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When Beauty Meets Biotech

By: Marie Alice Dibon
Posted: September 3, 2009, from the September 2009 issue of GCI Magazine.

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In the early 2000s, I was working as a science communications consultant with a large beauty corporation while also working on business development with young French biotech companies—specifically, helping them connect with new partners and clients in the U.S.

One such company, DBV, had developed and patented state-of-the-art delivery technology based on an especially elegant patch delivery system for powdered ingredients, using only electrostatic/electric forces to hold any kind of active ingredient. It sounded like a good idea at the time, and indeed it was. And as a partnership developed between DBV and its U.S. partner, I and the companies I worked with found ourselves crossing the beauty line more and more often. By 2008, it was clear that there was great potential in actively seeking partnerships and technologies that could be developed for the beauty industry. The benefits for both sides of the equation were undeniable. For beauty companies, there was an advantage in gaining technologies uniquely sourced and developed for them, and, for biotechs, the advantage of working with beauty companies is, simply, that it offers one avenue toward faster financial realization of a technology (see “Exploring Outsourcing—Challenges and Opportunities” in the June 2009 issue of GCI magazine or at www.GCImagazine.com). The beauty industry and its consumers gain a higher level of science in the products. This is a definite raising of the bar in terms of efficacy, as many of these biotech technologies come to a beauty company with clinical trials, and the overall standards for toxicity and efficacy testing are simply higher than those practiced in the beauty industry as a whole.

The Hurdles

To anyone involved in this evolution for the past few years, it is evident that there are many hurdles and stumbling blocks toward successful partnerships and the merging of biotech and beauty. These are very different industries, with different expectations in terms of deal terms, return on investment and timeline, practices and approaches to science. In short, very different cultures. To that end, the way both industries deal with each other is in its infancy, yet, there is no question that the future of the beauty industry lies, at least in part, with biotech—as it will mean higher standards of efficacy, toxicity and research, and the way for the beauty industry to elevate consumer trust through real technological breakthroughs and advances. The relationship between biotech and beauty poses communication and structural challenges, but the results of overcoming these challenges will be well worth the effort. As with any innovation strategy, one cannot expect the status quo to be enough or to even be a viable option. Survival is at stake.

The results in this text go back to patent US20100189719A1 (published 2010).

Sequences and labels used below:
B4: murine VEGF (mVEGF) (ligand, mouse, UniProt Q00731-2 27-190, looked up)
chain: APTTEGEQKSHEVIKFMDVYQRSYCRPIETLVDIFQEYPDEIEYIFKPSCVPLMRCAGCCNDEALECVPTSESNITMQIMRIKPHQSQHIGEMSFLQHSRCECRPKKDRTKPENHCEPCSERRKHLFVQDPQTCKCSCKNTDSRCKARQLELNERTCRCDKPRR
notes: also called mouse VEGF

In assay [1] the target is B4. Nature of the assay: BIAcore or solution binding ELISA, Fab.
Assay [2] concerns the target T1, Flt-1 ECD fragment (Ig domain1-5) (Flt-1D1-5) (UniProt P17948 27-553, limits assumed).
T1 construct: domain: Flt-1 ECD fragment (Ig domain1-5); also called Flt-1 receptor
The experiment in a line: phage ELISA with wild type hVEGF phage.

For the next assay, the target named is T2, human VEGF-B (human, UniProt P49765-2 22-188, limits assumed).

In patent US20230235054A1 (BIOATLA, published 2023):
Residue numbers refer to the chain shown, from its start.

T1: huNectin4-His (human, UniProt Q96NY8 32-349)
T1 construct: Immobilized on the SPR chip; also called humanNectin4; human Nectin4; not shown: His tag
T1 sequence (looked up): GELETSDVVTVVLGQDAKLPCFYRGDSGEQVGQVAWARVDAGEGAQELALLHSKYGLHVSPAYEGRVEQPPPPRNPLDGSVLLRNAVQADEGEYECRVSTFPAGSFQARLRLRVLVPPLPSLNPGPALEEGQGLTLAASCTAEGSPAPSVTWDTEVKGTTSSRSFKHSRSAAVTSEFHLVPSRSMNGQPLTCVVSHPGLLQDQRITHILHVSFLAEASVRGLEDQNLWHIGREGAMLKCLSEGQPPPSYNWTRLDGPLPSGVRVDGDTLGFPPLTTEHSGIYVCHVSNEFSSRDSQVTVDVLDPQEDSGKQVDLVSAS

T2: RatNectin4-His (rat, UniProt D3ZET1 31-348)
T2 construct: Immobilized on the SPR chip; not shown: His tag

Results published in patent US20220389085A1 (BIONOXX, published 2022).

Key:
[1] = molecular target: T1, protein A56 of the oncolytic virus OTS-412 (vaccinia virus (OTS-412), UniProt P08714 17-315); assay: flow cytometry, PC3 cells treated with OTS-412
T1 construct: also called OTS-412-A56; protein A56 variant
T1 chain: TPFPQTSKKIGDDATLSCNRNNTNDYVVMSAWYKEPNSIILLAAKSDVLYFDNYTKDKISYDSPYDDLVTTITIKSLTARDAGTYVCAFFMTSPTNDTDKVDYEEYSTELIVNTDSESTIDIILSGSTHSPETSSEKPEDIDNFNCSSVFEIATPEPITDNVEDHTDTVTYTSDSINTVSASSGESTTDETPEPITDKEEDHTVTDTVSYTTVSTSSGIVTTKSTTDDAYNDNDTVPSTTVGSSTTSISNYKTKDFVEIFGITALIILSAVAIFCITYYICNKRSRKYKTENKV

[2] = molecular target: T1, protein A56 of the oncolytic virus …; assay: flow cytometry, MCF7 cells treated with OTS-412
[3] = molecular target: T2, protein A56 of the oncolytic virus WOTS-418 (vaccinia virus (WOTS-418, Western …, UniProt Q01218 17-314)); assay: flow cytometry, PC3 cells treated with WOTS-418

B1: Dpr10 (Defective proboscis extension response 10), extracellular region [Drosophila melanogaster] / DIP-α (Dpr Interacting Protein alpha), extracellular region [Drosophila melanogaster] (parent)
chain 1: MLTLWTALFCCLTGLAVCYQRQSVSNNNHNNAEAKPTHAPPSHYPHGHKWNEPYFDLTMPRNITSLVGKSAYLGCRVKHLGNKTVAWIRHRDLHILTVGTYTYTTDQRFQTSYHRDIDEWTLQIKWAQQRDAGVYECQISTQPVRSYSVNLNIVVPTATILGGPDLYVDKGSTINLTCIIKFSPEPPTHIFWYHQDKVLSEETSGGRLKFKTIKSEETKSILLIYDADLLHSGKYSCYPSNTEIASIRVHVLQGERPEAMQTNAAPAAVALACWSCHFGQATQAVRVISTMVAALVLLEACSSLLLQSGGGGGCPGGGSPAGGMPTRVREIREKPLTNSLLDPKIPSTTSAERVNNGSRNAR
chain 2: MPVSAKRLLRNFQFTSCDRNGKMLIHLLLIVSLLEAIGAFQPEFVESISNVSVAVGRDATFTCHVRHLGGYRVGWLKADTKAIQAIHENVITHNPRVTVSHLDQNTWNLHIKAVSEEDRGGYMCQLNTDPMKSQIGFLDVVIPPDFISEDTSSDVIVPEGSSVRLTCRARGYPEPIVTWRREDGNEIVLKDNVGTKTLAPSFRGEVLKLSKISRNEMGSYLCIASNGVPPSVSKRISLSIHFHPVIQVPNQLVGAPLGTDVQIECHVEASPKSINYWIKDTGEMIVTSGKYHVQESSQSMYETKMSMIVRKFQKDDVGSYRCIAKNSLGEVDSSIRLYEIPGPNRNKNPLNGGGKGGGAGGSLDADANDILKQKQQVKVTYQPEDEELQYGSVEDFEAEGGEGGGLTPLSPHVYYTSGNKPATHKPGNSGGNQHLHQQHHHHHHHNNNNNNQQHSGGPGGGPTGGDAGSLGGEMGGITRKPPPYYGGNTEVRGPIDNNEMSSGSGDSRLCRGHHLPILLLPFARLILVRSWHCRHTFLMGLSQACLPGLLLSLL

Jean-Francois Biry, CEO of DBV, knows that not every biotech company will be open to this. “When I came onboard, I was coming from the entrepreneur side of pharma, and my former company had signed deals with dermo-cosmetological companies. So, for me, taking the leap was easy. It was different for the starting team, that was essentially constituted by scientists. They just never thought in terms of consumer applications.”

One of the most frustrating aspects of building a working relationship between biotech and the beauty industry is the unilateralism of the relationship. “We are asked to provide a lot of information, but we hear very little in return. We get virtually no feedback,” says Biry. “That is a fundamental difference with the dealings we are used to having with pharma, where partners are really treated as equals, no matter what their size. The challenge in this [new biotech/beauty] relationship is for everyone to level with their counterparts, understand that there is a rupture in culture but also in modus operandi. Most biotechs won’t know how to do that, so it will work only if there is, inside the beauty company, a pertinent project manager understanding those differences.” This is the key to finding interesting projects in biotech that can potentially become a differentiation point from a beauty company’s competition—particularly as a brand owner.